Preliminary results from part 2 of the trial in patients with are expected in the second half of 2019.
Acceleron Pharma announced that the US Food and Drug Administration (FDA) granted orphan drug designation for ACE-083 for treatment of patients with facioscapulohumeral muscular dystrophy (FSHD).
In May 2018 the FDA granted fast track designation to ACE-083 for FSHD, which could facilitate its development and potentially expedite its review.
“We are pleased to receive orphan drug designation for ACE-083, which has shown the potential to address an area of high unmet medical need,” Robert Zeldin, MD, chief medical officer, Acceleron, said in a statement. “We believe that ACE-083 could become an important new treatment for patients with FSHD whose muscle weakness negatively affects their functional abilities. We presented positive preliminary data from part 1 of our phase 2 trial in patients with FSHD earlier this year and look forward to sharing part 2 results later next year.”
Study A083-02 is a multicenter phase 2 study designed to evaluate the safety, tolerability, pharmacodynamics, efficacy and pharmacokinetics of ACE 083 in those with FSHD.
Part 1, an open-label, dose-escalation study of ACE-083, consisted of up to 6 cohorts (A to F) of patients and evaluated multiple ascending dose levels in either the tibialis anterior (TA) or biceps branchii (BB) muscle. Preliminary results demonstrated positive safety and tolerability along with unprecedented mean increases in total muscle volume of more than 12% in the 2 distinct areas evaluated.
The results include data from 23 patients evaluable for magnetic resonance imaging (MRI) among 2 different cohorts (11 patients with tibialis anterior weakness and 12 patients with biceps brachii weakness). Patients received either ACE-083 150 mg or 200 mg as a unilateral intramuscular injection once every 3 weeks for 12 weeks. Total muscle volume changes were measured by MRI relative to baseline at 3 weeks after last injection.
The TA cohorts generated a mean total muscle volume increase of 12.6% and produced a mean decrease or improvement in muscle fat fraction of 5.3%. The BB cohorts generated a mean total muscle volume increase of 13.2%, while producing a mean decrease or improvement in muscle fat fraction of 0.6%.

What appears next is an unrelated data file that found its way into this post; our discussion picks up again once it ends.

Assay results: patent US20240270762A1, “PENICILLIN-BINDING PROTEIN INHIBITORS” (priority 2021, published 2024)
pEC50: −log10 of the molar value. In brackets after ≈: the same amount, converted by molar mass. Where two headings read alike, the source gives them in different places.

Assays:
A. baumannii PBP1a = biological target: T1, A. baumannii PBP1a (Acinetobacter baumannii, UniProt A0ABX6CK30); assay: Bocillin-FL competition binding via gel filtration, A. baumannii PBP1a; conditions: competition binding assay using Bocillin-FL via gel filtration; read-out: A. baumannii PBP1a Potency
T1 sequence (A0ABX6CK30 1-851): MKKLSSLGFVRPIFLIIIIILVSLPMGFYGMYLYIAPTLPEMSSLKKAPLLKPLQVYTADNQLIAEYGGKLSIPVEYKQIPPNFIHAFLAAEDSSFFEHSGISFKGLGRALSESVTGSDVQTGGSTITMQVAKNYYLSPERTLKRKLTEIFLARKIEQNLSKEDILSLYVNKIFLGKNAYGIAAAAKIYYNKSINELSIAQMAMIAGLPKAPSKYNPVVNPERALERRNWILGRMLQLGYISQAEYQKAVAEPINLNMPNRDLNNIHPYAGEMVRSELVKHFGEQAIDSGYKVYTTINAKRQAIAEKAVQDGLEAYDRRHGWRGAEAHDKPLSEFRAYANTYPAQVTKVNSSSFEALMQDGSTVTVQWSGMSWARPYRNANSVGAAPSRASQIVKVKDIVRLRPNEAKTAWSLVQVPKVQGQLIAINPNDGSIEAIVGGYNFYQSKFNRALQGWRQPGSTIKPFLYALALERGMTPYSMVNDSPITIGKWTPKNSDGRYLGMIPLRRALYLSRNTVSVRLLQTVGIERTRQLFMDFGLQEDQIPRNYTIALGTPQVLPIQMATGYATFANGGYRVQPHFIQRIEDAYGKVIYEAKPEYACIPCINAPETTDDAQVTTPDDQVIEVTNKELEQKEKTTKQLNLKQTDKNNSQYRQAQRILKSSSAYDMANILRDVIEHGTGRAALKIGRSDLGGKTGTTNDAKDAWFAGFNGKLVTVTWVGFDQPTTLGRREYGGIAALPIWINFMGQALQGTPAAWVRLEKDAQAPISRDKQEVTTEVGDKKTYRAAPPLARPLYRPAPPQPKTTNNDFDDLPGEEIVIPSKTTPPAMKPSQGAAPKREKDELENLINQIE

There were no reports of serious adverse effects. The most common adverse effects were injection site related and grades 1—2.
ACE-083 is a locally active agent that is designed to increase strength and function in specific target muscles for improved patient function and quality of life by binding to and inhibiting select proteins in the TGF-beta protein superfamily. According to Acceleron, the “Myostatin+” approach is expected to increase muscle mass and strength in the muscle where the drug is administered.
The Part 2 portion will be randomized, double-blind and placebo-controlled and will include an open-label extension. Prior to the initiation of part 2, researchers will review the safety and efficacy data from part 1 to determine whether cohorts for 1 or both muscles will be pursued in part 2, as well as the recommended dose level for each muscle. A total of up to 56 new patients (28 per muscle) may be enrolled and randomized to receive either ACE-083 (n=14/muscle) or placebo (n=14/muscle) bilaterally to either the TA or BB muscles, but not both.
Patients in part 2 will receive the blinded study drug once every 3 weeks for approximately 6 months—9 doses. The study duration for each patient is approximately 15 months, including a 1-month screening period, a 12-month treatment period, and a 2-month follow-up period after the last dose.
Those who complete the double-blind treatment period will immediately roll over to the open-label treatment with ACE-083 and receive the same dose of active drug, bilaterally in the TA or BB muscle, once every 3 weeks for approximately 6 months—8 doses.
Acceleron is expected to release preliminary results from part 2 of the trial in the second half of 2019.
ACE-083 is currently being evaluated in 2 phase 2 trials, 1 in FSHD and 1 in Charcot-Marie-Tooth disease.